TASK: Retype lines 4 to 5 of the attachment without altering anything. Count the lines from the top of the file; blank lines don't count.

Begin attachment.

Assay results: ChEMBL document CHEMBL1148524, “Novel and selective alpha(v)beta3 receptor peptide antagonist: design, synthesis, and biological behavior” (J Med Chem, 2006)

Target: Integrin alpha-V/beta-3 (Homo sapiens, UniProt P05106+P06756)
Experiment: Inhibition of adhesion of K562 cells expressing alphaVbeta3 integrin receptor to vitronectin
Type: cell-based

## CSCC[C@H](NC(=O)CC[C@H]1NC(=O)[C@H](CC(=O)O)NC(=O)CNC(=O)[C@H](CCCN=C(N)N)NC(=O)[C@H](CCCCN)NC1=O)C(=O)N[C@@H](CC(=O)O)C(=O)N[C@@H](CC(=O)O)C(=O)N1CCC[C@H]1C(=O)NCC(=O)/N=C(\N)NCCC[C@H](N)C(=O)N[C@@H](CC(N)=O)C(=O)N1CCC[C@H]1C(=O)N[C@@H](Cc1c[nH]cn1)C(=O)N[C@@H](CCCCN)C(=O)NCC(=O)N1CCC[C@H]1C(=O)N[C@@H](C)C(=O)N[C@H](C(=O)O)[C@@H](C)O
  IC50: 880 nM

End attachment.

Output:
Type: cell-based

## CSCC[C@H](NC(=O)CC[C@H]1NC(=O)[C@H](CC(=O)O)NC(=O)CNC(=O)[C@H](CCCN=C(N)N)NC(=O)[C@H](CCCCN)NC1=O)C(=O)N[C@@H](CC(=O)O)C(=O)N[C@@H](CC(=O)O)C(=O)N1CCC[C@H]1C(=O)NCC(=O)/N=C(\N)NCCC[C@H](N)C(=O)N[C@@H](CC(N)=O)C(=O)N1CCC[C@H]1C(=O)N[C@@H](Cc1c[nH]cn1)C(=O)N[C@@H](CCCCN)C(=O)NCC(=O)N1CCC[C@H]1C(=O)N[C@@H](C)C(=O)N[C@H](C(=O)O)[C@@H](C)O